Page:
Graphical shell

Label for a wine bottle, Scribus + Pierre Marchand, 2006.
Custom script for Scribus to generate a text where every letter has a random color.

How about?

Could we mix real programming into layout tools, to somehow link the ‘tick’ (functionalities, workforce?) of a program to the rhythm of layout? We are not talking about the automatisation of layout, but how laying-out could be brought on the same level as programming (and vice versa?). Scribus or Inkscape scripting APIs (‘An Application Programming Interface is a specification intended to be used as an interface by software components to communicate with each other.’) are just the beginning; the way Blender exposes its own actions very explicitly and in place of action, is already more appealing.

But: there still are no tools that allow you to program at the same level as other layout work, by putting the programming interface at the same level as for example ‘Brushes’ or ‘Properties Boxes’, which would make it (litterally) closer to the practice of design.

The Inkscape XML-editor is a hybrid: it is a text-editor but it also is a console. The XML-editor is great for local editing, but what if it would offer some console-features such as auto-complete or find and replace? Could the browser be the place to go? Does this really need to happen inside each software itself? It may help us if we begin to think of this form of laying-out as a series of micro-commands that each execute discrete functions.


Comparing different ways code reveals itself in design tools (GIMP-scripting, Blender, Inkscape, Scribus etc.)

Relational lay-out

Proportional layout experiment, Gijs de Heij, 2012.
Made to be viewed in a browser, css & javascript.


How about?

What if we would introduce relationships between properties of objects and their environment. This experiment extends css through javascript. CSS be based on the css properties of others, the browser window, simply math or a combination of the three. Since the window properties are the only variable parameters at this time a window resize only invokes a redrawing of the layout. This experiment tries to create a responsive, flexible design. Ideally this tool should have an graphical interface that allows users to define how properties are related. Enabling the designer to play with different types of awareness, interconnectedness between objects and their surrounding.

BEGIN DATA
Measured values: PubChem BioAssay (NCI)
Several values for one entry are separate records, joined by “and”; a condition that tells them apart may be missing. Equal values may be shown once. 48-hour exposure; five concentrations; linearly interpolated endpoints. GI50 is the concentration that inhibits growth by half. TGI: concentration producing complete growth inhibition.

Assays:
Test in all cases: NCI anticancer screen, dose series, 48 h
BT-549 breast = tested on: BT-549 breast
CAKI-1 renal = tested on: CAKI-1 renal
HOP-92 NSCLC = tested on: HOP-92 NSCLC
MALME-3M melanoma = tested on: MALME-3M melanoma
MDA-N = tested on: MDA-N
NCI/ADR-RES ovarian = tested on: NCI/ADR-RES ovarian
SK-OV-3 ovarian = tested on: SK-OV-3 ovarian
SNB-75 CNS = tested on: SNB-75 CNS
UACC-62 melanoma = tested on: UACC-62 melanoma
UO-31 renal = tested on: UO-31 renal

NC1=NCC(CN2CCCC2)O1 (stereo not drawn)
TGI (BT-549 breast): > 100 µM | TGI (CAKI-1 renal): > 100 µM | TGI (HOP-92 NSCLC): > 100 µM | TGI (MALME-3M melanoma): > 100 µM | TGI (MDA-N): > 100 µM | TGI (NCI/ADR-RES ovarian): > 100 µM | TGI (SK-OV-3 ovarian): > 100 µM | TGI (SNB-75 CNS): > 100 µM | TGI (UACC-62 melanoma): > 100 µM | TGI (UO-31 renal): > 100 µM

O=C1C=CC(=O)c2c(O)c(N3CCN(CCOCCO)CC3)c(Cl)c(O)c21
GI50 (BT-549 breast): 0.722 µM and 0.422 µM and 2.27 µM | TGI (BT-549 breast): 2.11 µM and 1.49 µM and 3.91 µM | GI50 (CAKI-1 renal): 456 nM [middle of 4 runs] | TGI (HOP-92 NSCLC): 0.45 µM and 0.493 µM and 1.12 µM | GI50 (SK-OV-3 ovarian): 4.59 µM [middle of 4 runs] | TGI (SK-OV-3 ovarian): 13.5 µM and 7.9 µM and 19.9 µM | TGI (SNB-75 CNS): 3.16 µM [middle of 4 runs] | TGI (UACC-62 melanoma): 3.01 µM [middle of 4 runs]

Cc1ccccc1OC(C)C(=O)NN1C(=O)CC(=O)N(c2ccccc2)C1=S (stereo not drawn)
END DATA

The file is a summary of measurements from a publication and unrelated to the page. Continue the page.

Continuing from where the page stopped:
Experiment, exercise

Try this out manually in Inkscape: Bend of this curve relates to filling of this shape Distance between these two objects changes width of outline

Shared undo histories

Programs already save undo histories, so why can’t we write those changes as commits? This idea got also referred to as ‘shared action lists’, but that sounds a lot less promiscuous. We liked the possibility of distributing painful discoveries and propagating our mistakes

Conversational control

Workshop during Brussels Co-position Research Meeting, February 2012, with Nik Gaffney as spontaneous and enthusiastic animator. We worked on scenarios for potential conversations between computers and designers, interaction between design decisions and computational optimization. This prototype would also have an option to let you ‘just start over’.

Workshop during Brussels Co-position Research Meeting, February 2012
with Nik Gaffney as spontaneous and enthusiastic animator.

  1. Do all these elements need to fit on one page? YES
  2. Should all elements be legible? YES
  3. Can we make this page bigger? NO
  4. [system makes a proposal]
  5. Do you like this better?
  6. [user making changes] YES

How about?

If we see design a practice that seeks to articulate collisions, how could computers be of use to help organise them, to make them visible and legible?


Setup a multi dialog situation around a layout construction, with some ask questions to others in rounds. And these rounds are commented as commits, to produce a written history of decisions.